Looks like she made it! It crossed my mind as I sat listening to her music
what an impressive string of hits she had. She polished off many of those,
and naturally numbers from her latest platter, " Be Myself " . At 55 now
her voice remains strong, she looks great ( tho' I had to utilize a wee
bit of imagination as we'd moved upstairs to more spacious environs ), and
seems to be in a high place spiritually and emotionally. I was stoked that
Sheryl was on this bill, one of the best of the Outlaw Music Festival, and
one of multiple headliners. Between sets we would wander the concourse and
run into old friends from throughout the decades, fitting considering the
history of the venue itself.
Back upstairs I contentedly anticipated the arrival of Bob Dylan and His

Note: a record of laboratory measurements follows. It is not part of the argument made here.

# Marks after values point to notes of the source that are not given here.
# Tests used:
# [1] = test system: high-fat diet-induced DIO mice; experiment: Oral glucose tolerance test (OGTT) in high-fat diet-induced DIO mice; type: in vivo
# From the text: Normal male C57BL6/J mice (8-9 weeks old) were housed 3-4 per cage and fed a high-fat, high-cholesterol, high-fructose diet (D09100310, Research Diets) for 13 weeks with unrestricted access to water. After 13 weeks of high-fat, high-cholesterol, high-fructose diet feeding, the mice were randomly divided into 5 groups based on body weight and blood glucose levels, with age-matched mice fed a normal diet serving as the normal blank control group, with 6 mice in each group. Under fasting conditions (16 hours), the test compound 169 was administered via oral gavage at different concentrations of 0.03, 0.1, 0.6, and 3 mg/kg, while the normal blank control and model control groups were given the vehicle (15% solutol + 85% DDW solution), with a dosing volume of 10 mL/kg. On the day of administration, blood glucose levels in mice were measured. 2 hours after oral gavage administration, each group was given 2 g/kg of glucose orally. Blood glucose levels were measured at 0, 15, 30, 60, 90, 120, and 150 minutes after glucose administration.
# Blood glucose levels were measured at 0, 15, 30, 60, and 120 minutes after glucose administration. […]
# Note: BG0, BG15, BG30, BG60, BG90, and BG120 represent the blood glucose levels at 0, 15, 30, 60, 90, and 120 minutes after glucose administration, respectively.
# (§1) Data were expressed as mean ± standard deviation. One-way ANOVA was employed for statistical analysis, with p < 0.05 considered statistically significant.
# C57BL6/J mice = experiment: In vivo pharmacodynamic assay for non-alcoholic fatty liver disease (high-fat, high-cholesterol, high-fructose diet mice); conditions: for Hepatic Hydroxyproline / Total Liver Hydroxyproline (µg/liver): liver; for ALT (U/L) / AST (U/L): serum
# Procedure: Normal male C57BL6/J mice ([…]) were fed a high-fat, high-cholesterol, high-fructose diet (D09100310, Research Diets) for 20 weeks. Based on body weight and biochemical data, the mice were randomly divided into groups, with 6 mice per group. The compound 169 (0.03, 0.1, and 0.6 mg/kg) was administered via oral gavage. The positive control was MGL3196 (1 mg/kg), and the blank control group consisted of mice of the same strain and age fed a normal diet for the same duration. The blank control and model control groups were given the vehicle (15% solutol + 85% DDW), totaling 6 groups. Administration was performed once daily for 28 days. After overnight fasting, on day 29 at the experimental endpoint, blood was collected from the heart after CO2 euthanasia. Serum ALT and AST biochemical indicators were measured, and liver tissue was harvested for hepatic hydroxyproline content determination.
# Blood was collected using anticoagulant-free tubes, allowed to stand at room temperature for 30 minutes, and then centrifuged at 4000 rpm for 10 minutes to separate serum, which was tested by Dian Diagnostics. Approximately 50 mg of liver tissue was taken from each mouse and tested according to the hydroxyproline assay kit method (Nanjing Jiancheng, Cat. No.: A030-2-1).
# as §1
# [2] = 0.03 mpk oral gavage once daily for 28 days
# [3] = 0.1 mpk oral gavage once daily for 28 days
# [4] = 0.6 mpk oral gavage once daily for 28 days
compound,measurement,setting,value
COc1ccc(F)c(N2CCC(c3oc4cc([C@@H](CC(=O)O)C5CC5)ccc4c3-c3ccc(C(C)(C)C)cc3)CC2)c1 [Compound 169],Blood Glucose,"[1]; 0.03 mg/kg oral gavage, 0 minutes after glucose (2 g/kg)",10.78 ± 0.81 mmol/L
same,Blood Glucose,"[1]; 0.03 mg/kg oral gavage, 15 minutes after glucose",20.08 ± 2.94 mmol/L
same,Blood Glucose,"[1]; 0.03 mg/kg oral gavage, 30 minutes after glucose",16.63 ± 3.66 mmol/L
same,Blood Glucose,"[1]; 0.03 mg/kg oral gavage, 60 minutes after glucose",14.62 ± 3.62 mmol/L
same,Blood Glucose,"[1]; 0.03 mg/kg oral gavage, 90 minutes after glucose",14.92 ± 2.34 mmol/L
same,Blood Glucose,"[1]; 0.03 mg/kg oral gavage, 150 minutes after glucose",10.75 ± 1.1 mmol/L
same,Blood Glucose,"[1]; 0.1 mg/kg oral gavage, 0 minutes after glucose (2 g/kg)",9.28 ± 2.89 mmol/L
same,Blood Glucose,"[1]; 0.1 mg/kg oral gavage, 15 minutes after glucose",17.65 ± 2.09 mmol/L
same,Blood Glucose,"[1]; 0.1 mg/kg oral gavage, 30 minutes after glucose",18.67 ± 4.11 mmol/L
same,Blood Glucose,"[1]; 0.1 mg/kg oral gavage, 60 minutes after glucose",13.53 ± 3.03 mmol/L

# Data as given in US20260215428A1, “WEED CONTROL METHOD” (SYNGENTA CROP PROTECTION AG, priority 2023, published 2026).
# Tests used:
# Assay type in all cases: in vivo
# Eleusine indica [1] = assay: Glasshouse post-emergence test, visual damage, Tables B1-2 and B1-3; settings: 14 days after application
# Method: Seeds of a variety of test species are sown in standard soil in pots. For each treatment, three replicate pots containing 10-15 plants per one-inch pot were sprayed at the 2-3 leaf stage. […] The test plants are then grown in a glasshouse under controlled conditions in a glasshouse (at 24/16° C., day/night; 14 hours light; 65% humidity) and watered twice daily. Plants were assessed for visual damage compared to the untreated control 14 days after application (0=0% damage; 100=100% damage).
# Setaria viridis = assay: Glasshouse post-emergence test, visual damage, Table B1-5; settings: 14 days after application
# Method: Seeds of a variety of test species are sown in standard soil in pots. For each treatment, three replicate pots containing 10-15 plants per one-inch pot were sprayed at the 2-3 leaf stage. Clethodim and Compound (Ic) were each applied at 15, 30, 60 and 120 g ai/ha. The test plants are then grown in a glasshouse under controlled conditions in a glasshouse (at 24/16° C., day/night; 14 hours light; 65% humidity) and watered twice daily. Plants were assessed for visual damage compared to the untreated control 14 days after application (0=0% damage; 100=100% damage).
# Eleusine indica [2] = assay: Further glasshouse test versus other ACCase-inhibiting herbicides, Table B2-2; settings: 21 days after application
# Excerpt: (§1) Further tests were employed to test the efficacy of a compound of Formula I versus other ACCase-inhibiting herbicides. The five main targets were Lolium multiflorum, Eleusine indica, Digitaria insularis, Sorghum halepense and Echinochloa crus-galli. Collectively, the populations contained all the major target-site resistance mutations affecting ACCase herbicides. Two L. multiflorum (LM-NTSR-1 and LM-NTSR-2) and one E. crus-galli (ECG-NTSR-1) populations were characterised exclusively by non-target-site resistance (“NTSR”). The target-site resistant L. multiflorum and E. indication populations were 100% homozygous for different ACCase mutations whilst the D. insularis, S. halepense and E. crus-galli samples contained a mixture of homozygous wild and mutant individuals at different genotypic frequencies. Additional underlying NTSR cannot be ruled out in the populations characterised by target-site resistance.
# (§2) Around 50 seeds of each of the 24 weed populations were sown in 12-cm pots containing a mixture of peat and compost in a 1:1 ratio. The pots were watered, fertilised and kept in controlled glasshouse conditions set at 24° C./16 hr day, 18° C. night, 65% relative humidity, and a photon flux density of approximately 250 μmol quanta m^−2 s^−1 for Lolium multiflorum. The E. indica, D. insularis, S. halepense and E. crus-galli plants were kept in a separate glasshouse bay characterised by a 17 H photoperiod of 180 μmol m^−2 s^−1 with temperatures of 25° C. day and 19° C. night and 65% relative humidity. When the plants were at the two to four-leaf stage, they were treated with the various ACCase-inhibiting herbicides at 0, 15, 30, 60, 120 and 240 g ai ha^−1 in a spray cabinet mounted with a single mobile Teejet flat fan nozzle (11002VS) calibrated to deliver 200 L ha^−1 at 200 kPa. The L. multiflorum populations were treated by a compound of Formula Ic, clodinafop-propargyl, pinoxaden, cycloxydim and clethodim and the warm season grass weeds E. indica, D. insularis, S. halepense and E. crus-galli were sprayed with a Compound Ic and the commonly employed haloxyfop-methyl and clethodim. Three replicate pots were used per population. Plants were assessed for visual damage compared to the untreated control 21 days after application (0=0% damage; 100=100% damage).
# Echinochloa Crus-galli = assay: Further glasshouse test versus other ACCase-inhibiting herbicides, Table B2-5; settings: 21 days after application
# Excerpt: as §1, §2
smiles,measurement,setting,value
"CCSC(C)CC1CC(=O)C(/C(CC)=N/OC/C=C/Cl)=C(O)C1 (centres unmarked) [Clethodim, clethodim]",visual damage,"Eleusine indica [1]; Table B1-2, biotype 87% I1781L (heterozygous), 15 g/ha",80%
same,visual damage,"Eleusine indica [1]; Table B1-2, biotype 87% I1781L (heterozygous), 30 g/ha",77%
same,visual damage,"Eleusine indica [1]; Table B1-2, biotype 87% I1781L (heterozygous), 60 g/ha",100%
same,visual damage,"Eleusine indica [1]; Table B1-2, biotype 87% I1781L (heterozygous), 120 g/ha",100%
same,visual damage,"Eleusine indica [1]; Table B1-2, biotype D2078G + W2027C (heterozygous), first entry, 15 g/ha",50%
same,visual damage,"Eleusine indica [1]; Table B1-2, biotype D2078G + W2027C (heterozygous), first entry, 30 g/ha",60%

Band. It had been just over a year since my last shows, and unless there's
a US tour as the Autumn Leaves fall this will be it for 2017. I became
more excited as the moment approached, and things seemed just a little odd
as this wasn't a typical Bob audience. Soon enough the Old Sage and his
crew were alive on the stage, imparting nuggets of wisdom and gold and
silver to the assembled prospectors in the mine of timeless knowledge.
I've stated this previously in recent postings, but this cowboy outfit is
consistently firing on all cylinders like seldom before! Of late I've been
listening to Nashville 9/19/07 and the contrast is remarkable. Bob has
that pesky little voice thing whipped and the songs are presented
strong-as-steel. Tonight we were pleased to receive nearly a full set,
fifteen gems whereas I was expecting maybe only nine. Dare I say it I
especially liked the standards, of which " Stormy Weather " and " Once